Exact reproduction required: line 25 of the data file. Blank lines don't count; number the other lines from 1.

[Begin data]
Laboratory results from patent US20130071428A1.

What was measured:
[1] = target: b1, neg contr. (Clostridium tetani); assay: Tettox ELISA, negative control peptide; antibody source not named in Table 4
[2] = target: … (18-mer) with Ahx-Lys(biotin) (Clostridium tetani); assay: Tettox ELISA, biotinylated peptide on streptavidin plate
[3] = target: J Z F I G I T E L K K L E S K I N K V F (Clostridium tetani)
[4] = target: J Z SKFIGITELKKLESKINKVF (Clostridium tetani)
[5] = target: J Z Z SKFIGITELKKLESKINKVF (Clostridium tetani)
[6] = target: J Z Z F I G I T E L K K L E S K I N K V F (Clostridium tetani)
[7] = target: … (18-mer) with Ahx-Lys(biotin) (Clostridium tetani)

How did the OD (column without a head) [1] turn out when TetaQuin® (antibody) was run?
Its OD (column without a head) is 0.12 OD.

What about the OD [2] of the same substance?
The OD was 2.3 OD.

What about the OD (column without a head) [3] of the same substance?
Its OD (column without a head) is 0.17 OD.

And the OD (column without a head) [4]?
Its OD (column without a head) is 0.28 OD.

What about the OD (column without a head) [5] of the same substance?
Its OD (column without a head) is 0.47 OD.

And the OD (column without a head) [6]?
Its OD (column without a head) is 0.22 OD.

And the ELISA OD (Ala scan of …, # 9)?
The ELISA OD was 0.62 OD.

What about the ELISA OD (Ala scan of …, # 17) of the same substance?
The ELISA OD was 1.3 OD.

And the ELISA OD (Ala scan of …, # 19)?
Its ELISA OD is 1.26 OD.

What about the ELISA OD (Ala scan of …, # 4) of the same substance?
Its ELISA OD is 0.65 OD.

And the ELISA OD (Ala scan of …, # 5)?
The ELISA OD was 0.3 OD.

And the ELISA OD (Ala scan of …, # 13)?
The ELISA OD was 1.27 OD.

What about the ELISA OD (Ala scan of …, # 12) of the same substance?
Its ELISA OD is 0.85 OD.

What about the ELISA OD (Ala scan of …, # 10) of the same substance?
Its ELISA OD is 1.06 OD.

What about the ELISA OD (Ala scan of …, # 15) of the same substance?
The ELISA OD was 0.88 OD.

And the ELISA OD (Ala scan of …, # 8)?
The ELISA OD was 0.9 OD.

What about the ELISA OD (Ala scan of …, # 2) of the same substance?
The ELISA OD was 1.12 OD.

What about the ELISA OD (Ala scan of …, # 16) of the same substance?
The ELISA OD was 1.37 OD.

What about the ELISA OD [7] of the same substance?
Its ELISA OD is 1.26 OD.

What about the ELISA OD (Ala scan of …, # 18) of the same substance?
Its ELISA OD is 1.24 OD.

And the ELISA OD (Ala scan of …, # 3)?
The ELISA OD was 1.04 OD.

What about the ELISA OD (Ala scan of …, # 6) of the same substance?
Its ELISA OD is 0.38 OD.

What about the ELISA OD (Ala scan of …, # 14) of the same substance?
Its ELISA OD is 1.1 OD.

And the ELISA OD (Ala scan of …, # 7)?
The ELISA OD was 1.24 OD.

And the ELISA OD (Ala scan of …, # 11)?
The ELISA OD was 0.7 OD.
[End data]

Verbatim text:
The ELISA OD was 1.3 OD.